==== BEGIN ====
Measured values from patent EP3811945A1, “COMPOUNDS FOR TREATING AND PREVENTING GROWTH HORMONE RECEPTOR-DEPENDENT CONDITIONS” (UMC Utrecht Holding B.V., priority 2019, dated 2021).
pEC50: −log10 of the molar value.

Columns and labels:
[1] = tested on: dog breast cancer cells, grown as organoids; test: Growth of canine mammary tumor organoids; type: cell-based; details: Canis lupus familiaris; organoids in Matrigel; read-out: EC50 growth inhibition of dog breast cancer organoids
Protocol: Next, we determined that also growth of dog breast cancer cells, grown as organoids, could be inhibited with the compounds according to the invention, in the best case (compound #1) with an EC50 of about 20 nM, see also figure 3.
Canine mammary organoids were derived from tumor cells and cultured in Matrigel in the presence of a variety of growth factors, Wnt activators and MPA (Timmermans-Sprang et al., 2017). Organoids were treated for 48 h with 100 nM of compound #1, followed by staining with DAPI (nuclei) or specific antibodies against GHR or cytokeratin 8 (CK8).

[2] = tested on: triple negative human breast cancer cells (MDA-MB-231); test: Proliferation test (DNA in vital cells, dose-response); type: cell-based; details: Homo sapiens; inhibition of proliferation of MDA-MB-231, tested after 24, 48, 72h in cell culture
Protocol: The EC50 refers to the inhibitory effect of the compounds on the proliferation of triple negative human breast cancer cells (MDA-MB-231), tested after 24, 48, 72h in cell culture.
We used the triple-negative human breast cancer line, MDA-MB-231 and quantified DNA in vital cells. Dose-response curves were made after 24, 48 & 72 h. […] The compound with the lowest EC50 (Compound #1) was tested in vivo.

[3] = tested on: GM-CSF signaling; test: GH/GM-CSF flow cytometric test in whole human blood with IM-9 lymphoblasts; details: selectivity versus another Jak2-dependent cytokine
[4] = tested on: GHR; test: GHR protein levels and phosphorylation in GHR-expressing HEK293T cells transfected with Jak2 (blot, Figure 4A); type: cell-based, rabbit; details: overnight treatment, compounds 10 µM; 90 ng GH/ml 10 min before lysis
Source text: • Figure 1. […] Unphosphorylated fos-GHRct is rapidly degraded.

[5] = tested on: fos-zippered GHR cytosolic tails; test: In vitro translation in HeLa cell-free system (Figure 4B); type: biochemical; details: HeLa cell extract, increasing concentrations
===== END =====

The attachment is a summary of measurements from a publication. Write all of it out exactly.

Measured values from patent EP3811945A1, “COMPOUNDS FOR TREATING AND PREVENTING GROWTH HORMONE RECEPTOR-DEPENDENT CONDITIONS” (UMC Utrecht Holding B.V., priority 2019, dated 2021).
pEC50: −log10 of the molar value.

Columns and labels:
[1] = tested on: dog breast cancer cells, grown as organoids; test: Growth of canine mammary tumor organoids; type: cell-based; details: Canis lupus familiaris; organoids in Matrigel; read-out: EC50 growth inhibition of dog breast cancer organoids
Protocol: Next, we determined that also growth of dog breast cancer cells, grown as organoids, could be inhibited with the compounds according to the invention, in the best case (compound #1) with an EC50 of about 20 nM, see also figure 3.
Canine mammary organoids were derived from tumor cells and cultured in Matrigel in the presence of a variety of growth factors, Wnt activators and MPA (Timmermans-Sprang et al., 2017). Organoids were treated for 48 h with 100 nM of compound #1, followed by staining with DAPI (nuclei) or specific antibodies against GHR or cytokeratin 8 (CK8).

[2] = tested on: triple negative human breast cancer cells (MDA-MB-231); test: Proliferation test (DNA in vital cells, dose-response); type: cell-based; details: Homo sapiens; inhibition of proliferation of MDA-MB-231, tested after 24, 48, 72h in cell culture
Protocol: The EC50 refers to the inhibitory effect of the compounds on the proliferation of triple negative human breast cancer cells (MDA-MB-231), tested after 24, 48, 72h in cell culture.
We used the triple-negative human breast cancer line, MDA-MB-231 and quantified DNA in vital cells. Dose-response curves were made after 24, 48 & 72 h. […] The compound with the lowest EC50 (Compound #1) was tested in vivo.

[3] = tested on: GM-CSF signaling; test: GH/GM-CSF flow cytometric test in whole human blood with IM-9 lymphoblasts; details: selectivity versus another Jak2-dependent cytokine
[4] = tested on: GHR; test: GHR protein levels and phosphorylation in GHR-expressing HEK293T cells transfected with Jak2 (blot, Figure 4A); type: cell-based, rabbit; details: overnight treatment, compounds 10 µM; 90 ng GH/ml 10 min before lysis
Source text: • Figure 1. […] Unphosphorylated fos-GHRct is rapidly degraded.

[5] = tested on: fos-zippered GHR cytosolic tails; test: In vitro translation in HeLa cell-free system (Figure 4B); type: biochemical; details: HeLa cell extract, increasing concentrations